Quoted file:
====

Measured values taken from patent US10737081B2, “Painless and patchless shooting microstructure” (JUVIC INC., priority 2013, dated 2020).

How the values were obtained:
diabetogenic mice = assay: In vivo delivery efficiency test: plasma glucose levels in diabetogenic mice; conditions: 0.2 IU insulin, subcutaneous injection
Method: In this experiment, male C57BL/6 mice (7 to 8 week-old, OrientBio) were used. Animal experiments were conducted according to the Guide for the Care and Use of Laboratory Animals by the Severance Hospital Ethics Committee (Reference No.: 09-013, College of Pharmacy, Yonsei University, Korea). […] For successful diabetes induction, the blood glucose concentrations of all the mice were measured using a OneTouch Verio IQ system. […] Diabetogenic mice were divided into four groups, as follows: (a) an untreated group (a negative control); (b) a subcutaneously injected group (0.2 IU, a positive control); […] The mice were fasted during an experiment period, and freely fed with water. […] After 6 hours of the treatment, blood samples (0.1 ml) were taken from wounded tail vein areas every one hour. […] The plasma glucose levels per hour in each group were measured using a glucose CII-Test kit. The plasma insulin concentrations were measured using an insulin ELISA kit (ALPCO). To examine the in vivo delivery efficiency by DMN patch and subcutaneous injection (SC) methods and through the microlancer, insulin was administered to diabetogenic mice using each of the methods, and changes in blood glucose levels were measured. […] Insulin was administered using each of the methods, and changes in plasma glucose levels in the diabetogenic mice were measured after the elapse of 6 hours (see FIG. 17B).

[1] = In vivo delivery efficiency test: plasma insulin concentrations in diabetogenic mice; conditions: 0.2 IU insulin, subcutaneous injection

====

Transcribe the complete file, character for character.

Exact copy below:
Measured values taken from patent US10737081B2, “Painless and patchless shooting microstructure” (JUVIC INC., priority 2013, dated 2020).

How the values were obtained:
diabetogenic mice = assay: In vivo delivery efficiency test: plasma glucose levels in diabetogenic mice; conditions: 0.2 IU insulin, subcutaneous injection
Method: In this experiment, male C57BL/6 mice (7 to 8 week-old, OrientBio) were used. Animal experiments were conducted according to the Guide for the Care and Use of Laboratory Animals by the Severance Hospital Ethics Committee (Reference No.: 09-013, College of Pharmacy, Yonsei University, Korea). […] For successful diabetes induction, the blood glucose concentrations of all the mice were measured using a OneTouch Verio IQ system. […] Diabetogenic mice were divided into four groups, as follows: (a) an untreated group (a negative control); (b) a subcutaneously injected group (0.2 IU, a positive control); […] The mice were fasted during an experiment period, and freely fed with water. […] After 6 hours of the treatment, blood samples (0.1 ml) were taken from wounded tail vein areas every one hour. […] The plasma glucose levels per hour in each group were measured using a glucose CII-Test kit. The plasma insulin concentrations were measured using an insulin ELISA kit (ALPCO). To examine the in vivo delivery efficiency by DMN patch and subcutaneous injection (SC) methods and through the microlancer, insulin was administered to diabetogenic mice using each of the methods, and changes in blood glucose levels were measured. […] Insulin was administered using each of the methods, and changes in plasma glucose levels in the diabetogenic mice were measured after the elapse of 6 hours (see FIG. 17B).

[1] = In vivo delivery efficiency test: plasma insulin concentrations in diabetogenic mice; conditions: 0.2 IU insulin, subcutaneous injection